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  • ARSA's Call to Arms for Repair Stations
    Posted by KristinMajcher 5:35 PM on Aug 03, 2011

    The Alexandria, Va.-based Aeronautical Repair Station Association (ARSA) has a tendency to be vocal about any legislative issue that affects the aftermarket. But the ongoing Federal Aviation Administration furlough of 4,000 workers and stop-work orders for more than 200 projects is prompting the group to go one step further than the standard press release in expressing its discontent about the issue.

    ARSA made a statement on Monday about the shutdown, calling Congress out on leaving the FAA extension at a stalemate after agreeing on the debt ceiling deal Sunday night. As Aviation Week’s congressional reporter Jen DiMascio wrote today, the agency’s shutdown will stretch into Sept. now that Senate lawmakers have left Capitol Hill for their summer recess. ARSA's animosity for the state of affairs seems to target all corners of the political spectrum equally.

     “The impasse over FAA reauthorization is a result of bipartisan, congressional malpractice,” said ARSA in an Aug. 1 statement posted on its web site, one day before the senators hit the road. “Democrats and Republicans, from both chambers, have refused to stop bickering and expounding parochial interests to maintain the safest aviation system in the world.”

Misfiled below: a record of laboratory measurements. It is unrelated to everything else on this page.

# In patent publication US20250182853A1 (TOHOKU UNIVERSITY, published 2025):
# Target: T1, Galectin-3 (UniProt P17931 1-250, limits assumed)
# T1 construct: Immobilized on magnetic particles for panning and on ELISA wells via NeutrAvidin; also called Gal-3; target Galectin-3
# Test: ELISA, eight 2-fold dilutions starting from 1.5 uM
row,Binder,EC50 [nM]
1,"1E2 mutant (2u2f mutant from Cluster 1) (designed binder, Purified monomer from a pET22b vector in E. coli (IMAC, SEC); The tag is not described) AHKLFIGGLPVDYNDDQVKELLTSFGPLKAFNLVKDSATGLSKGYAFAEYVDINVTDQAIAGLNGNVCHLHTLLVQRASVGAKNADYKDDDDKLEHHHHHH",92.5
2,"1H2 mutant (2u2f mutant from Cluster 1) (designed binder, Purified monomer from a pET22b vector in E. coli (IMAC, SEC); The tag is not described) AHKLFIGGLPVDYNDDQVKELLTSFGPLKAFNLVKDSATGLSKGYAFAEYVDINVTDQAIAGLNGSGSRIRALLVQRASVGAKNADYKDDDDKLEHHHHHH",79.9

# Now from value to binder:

Although Transportation Sec. Ray LaHood pleaded with members to pass a House-approved bill to fund the agency until Sept. 16, that didn’t happen. The current state of the issue? A skirmish between Democrats and Republicans about who is responsible for the stalled legislation rather than action.

    ARSA wants to see what the FAA shutdown means beyond the beltway, so the association posted a survey on its website for repair stations regarding the shutdown. In the anonymous four-question survey, ARSA asks repair stations to speak up if the failure to extend the FAA funding bill has negatively impacted their work. It asks:

    • Has the FAA shutdown had a negative impact on your company?
    • Has the FAA shutdown had a negative impact on any of your customers or suppliers?
    • The FAA shutdown is expected to last until at least after Labor Day. Do you expect theshutdown to have a negative impact on your company going forward?
    • Is your company a Part-145 certified repair station?

    Check out ARSA’s survey here. In the meantime, tell us: Is the FAA shutdown visible to your maintenance operation? If so, what are your top concerns?

    Tags: om99, FAA, shutdown

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